Observational Humor — Case Study #24

Normally when I present an Observational Humor monologue at a Toastmasters meeting, I almost never present all of the ideas that pop into my head.  In the following monologue, I created only 5 lines from the 12 ideas that I came up with.

SET-UP (what was said or what happened at the meeting before I presented the monologue)

1.  Someone mentioned Moses from the Bible.

2.  During the Observational Humor part of the meeting, a member opened his observations with the fact that, because I always brought a clip board to the meeting, he decided to bring one that evening.

3.  That meeting, instead of my normal clipboard, I had brought a large notepad of paper to write on.

4.  We had a celebration-type cake.  It had someone’s name on it.  Someone had jokingly requested to be served a piece of cake with his own name on it.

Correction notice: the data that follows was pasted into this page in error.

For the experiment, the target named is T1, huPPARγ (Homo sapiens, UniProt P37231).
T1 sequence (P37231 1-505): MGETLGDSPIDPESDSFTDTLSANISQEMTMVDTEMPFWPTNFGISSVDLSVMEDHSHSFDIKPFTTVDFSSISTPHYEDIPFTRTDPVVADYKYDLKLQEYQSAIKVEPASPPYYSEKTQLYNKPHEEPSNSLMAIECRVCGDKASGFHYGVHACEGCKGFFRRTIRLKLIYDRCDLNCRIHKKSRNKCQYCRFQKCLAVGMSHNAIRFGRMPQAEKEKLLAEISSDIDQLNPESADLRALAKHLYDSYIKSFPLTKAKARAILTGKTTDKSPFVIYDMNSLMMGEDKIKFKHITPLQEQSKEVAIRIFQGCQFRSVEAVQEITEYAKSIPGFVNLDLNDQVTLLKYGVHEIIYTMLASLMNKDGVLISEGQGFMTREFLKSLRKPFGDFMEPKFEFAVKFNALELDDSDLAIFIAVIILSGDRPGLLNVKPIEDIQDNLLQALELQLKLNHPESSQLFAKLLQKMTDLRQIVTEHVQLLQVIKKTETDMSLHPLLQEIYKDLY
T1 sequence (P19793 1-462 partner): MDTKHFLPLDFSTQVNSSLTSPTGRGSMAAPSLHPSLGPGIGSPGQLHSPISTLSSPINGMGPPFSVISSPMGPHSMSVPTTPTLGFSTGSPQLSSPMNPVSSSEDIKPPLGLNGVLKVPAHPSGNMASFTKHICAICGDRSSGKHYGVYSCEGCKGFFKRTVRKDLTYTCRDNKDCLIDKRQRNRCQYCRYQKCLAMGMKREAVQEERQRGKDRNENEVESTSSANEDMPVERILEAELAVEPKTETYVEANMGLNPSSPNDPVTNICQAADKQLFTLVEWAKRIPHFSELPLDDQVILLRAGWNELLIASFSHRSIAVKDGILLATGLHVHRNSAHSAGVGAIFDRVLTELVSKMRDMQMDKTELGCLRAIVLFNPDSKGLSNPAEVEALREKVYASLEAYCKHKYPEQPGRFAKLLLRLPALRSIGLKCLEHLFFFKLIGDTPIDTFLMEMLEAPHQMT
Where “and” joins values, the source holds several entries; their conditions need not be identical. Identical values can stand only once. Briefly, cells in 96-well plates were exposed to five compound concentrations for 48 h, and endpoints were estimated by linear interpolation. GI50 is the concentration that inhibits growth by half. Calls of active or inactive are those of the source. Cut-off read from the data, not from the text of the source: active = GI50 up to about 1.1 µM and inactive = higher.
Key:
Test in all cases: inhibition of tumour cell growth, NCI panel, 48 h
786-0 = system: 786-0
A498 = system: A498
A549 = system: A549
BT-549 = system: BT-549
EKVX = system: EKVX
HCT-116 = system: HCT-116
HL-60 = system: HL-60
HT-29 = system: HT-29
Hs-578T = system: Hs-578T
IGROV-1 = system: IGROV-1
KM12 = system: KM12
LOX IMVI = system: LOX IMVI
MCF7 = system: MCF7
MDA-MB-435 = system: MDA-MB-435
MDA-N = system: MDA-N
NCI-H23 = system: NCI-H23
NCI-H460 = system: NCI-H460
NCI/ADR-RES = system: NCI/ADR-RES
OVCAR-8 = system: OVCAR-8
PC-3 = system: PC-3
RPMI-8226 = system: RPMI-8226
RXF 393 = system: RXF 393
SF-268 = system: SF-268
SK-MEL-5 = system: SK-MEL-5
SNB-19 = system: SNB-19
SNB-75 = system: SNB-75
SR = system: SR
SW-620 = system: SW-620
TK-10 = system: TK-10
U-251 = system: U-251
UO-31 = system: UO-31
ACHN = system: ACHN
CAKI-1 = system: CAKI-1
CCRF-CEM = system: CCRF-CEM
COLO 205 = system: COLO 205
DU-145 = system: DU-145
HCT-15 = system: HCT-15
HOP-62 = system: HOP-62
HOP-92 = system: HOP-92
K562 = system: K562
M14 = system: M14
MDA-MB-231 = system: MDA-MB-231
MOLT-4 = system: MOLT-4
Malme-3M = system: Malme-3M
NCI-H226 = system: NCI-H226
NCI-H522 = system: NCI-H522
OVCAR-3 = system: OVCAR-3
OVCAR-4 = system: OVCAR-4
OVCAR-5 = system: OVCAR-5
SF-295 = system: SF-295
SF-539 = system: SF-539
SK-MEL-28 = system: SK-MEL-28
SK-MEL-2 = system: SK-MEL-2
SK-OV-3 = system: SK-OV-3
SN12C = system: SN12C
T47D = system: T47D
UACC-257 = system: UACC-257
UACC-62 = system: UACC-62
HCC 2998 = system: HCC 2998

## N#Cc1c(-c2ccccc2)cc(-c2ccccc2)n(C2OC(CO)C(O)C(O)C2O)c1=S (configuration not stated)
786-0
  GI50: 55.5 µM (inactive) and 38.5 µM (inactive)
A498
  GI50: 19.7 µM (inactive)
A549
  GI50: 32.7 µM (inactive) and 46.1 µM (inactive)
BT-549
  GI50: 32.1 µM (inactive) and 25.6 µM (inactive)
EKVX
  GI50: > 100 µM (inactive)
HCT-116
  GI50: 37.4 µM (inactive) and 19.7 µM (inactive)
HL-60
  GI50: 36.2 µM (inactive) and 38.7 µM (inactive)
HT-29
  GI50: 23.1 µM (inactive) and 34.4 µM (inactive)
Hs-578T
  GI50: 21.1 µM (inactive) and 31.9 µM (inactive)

5.  Someone in the dating scene said that she was in search of an enlightened man.

6.  A new member of the club mentioned that he had bought some sexy wine glasses.

7.  Someone mentioned that there was nothing to do in their hometown except to have a Bar-B-Que with the neighbors.

THE MONOLOGUE

I’m Moses.  And I brought my tablet.
(I combined two elements from the meeting.  Without saying it, I noted that I had not brought my normal clipboard.  I linked the writing tablet that I did bring, with Moses, who came down from the mountain with two tablets.)

I wanted a piece of cake with my name on it too.  But since they didn’t have one, I made do by eating it in the John.
(Light self-deprecation, making fun of my own name.)

I woke up this morning…jumped out of bed…and looked in the bathroom mirror hoping to find an enlightened man.  Oh well, there is always tomorrow.
(Self-deprecation, suggesting that I was less than enlightened.)

Steve…I’ve never had any sexy wine glasses.  But I do have a really hot corkscrew.  We should get together sometime.
(The member’s comment about the sexy glasses got a laugh when he said it.  Corkscrew is a funny word.  This line approached the edge, but I decided it was OK to use it.  The line received a good laugh.)

I grew up in a neighborhood of cannibals.  It was a boring town.  They rolled up their sidewalks at 8pm.  There was nothing to do except “bar-b-que the neighbors.”
(A good twist of words.  A good closing line.)